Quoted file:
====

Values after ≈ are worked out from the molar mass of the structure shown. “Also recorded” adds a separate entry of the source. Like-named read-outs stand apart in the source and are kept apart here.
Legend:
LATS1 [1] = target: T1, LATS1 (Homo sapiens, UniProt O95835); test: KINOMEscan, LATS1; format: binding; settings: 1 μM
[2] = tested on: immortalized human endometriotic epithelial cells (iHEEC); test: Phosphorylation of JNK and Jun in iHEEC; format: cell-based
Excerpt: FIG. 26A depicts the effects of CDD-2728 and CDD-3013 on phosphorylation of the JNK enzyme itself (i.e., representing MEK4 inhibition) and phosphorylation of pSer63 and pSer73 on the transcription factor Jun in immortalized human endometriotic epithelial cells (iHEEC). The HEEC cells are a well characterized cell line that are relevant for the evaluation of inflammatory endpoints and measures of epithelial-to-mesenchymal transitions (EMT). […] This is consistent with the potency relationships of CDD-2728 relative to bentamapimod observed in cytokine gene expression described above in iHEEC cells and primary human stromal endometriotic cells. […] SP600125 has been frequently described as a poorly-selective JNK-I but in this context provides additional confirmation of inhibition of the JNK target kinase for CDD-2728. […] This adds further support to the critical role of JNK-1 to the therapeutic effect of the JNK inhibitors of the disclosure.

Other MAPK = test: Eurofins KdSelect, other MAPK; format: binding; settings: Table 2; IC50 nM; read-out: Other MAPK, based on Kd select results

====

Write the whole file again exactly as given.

Values after ≈ are worked out from the molar mass of the structure shown. “Also recorded” adds a separate entry of the source. Like-named read-outs stand apart in the source and are kept apart here.
Legend:
LATS1 [1] = target: T1, LATS1 (Homo sapiens, UniProt O95835); test: KINOMEscan, LATS1; format: binding; settings: 1 μM
[2] = tested on: immortalized human endometriotic epithelial cells (iHEEC); test: Phosphorylation of JNK and Jun in iHEEC; format: cell-based
Excerpt: FIG. 26A depicts the effects of CDD-2728 and CDD-3013 on phosphorylation of the JNK enzyme itself (i.e., representing MEK4 inhibition) and phosphorylation of pSer63 and pSer73 on the transcription factor Jun in immortalized human endometriotic epithelial cells (iHEEC). The HEEC cells are a well characterized cell line that are relevant for the evaluation of inflammatory endpoints and measures of epithelial-to-mesenchymal transitions (EMT). […] This is consistent with the potency relationships of CDD-2728 relative to bentamapimod observed in cytokine gene expression described above in iHEEC cells and primary human stromal endometriotic cells. […] SP600125 has been frequently described as a poorly-selective JNK-I but in this context provides additional confirmation of inhibition of the JNK target kinase for CDD-2728. […] This adds further support to the critical role of JNK-1 to the therapeutic effect of the JNK inhibitors of the disclosure.

Other MAPK = test: Eurofins KdSelect, other MAPK; format: binding; settings: Table 2; IC50 nM; read-out: Other MAPK, based on Kd select results